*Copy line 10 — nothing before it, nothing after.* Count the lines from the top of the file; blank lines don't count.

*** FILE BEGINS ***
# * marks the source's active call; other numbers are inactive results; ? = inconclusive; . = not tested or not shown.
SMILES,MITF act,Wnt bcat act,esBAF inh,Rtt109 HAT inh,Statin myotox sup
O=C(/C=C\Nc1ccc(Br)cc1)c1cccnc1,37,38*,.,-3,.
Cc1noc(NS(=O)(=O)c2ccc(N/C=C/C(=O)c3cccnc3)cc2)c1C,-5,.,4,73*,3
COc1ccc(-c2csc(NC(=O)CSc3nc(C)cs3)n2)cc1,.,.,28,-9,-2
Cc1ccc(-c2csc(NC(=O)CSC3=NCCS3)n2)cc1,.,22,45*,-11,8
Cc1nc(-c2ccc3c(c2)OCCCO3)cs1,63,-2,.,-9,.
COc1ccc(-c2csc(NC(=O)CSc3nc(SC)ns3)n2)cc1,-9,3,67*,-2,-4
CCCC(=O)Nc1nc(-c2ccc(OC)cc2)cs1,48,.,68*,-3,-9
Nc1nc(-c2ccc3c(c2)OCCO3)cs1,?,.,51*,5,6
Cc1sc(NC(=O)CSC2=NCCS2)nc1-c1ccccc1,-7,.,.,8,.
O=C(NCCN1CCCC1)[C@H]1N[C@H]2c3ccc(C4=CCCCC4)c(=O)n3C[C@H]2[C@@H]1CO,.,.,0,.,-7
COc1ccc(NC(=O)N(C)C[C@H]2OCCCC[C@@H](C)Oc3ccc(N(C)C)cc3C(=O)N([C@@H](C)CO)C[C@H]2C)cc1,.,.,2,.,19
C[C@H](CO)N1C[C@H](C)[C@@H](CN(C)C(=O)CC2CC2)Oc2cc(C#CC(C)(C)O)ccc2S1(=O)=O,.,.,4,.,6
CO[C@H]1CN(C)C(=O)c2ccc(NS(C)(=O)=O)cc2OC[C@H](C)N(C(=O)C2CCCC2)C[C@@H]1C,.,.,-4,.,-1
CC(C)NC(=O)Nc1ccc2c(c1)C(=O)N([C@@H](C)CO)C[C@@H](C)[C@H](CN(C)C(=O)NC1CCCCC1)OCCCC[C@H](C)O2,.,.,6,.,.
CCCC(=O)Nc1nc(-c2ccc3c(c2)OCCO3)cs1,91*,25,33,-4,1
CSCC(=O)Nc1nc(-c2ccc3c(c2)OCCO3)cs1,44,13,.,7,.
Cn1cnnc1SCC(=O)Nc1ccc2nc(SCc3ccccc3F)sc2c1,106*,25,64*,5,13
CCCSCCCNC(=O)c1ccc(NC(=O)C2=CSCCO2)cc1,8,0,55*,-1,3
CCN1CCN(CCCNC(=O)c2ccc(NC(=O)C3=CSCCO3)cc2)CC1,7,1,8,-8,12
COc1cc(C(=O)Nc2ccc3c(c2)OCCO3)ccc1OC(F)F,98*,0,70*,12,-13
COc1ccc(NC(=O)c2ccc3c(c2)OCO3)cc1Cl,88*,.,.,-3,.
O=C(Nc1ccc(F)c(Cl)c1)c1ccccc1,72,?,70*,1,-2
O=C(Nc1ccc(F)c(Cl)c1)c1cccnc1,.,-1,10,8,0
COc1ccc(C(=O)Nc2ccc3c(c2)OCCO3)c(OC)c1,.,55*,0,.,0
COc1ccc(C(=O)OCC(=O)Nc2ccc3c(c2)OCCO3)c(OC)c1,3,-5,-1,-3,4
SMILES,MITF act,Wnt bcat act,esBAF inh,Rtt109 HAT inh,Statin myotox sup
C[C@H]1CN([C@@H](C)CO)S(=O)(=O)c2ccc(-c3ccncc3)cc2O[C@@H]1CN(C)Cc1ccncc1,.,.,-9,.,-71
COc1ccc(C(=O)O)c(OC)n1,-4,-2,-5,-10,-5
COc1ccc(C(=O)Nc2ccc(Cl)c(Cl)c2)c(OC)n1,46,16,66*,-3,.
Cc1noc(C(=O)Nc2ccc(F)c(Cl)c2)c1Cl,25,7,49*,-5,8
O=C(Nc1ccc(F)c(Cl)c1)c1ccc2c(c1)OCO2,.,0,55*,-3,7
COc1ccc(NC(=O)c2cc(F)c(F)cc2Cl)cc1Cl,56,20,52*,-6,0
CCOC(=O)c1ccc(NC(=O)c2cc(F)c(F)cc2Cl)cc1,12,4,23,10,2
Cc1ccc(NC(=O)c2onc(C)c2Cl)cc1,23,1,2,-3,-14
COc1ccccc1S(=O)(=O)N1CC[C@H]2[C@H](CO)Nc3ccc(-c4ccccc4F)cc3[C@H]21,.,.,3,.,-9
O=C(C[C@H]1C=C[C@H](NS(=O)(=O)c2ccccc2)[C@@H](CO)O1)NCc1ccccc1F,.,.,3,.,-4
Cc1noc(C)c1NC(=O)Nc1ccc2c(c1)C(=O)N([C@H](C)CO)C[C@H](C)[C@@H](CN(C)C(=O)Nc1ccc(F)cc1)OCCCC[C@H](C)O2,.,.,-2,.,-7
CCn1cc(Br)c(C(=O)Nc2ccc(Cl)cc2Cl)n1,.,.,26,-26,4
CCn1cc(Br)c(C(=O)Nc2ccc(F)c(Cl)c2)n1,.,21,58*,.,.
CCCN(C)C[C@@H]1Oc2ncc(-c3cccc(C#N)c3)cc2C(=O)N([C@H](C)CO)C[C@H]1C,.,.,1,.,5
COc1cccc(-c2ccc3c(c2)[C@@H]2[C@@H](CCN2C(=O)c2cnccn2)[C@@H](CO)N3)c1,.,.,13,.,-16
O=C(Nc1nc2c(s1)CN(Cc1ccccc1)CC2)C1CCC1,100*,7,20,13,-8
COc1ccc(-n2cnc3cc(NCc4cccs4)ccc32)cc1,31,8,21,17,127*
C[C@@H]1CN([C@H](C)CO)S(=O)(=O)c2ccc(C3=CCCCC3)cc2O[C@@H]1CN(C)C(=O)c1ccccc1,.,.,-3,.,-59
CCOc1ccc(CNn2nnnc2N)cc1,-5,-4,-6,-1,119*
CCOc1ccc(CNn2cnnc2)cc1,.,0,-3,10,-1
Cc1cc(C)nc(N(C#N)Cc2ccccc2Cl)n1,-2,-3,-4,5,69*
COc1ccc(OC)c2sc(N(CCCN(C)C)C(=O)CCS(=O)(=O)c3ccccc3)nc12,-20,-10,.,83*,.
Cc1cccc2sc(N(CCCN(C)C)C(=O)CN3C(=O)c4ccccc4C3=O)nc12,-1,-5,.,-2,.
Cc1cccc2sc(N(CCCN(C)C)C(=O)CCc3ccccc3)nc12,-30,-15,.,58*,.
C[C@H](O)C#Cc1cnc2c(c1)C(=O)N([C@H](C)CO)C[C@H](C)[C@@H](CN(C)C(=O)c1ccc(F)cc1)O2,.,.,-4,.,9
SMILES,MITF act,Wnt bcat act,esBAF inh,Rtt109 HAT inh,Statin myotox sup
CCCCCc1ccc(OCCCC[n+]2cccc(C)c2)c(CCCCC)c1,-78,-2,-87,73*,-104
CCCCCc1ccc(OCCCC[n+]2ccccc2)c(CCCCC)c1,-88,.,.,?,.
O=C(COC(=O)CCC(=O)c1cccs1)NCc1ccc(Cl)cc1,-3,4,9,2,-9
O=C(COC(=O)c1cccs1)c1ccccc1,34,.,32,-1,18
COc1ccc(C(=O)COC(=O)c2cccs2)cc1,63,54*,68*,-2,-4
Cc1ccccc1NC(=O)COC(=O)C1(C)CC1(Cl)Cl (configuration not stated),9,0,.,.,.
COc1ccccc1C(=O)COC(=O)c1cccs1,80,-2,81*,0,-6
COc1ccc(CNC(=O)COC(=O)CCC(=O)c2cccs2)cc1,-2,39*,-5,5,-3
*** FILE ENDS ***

Nc1nc(-c2ccc3c(c2)OCCO3)cs1,?,.,51*,5,6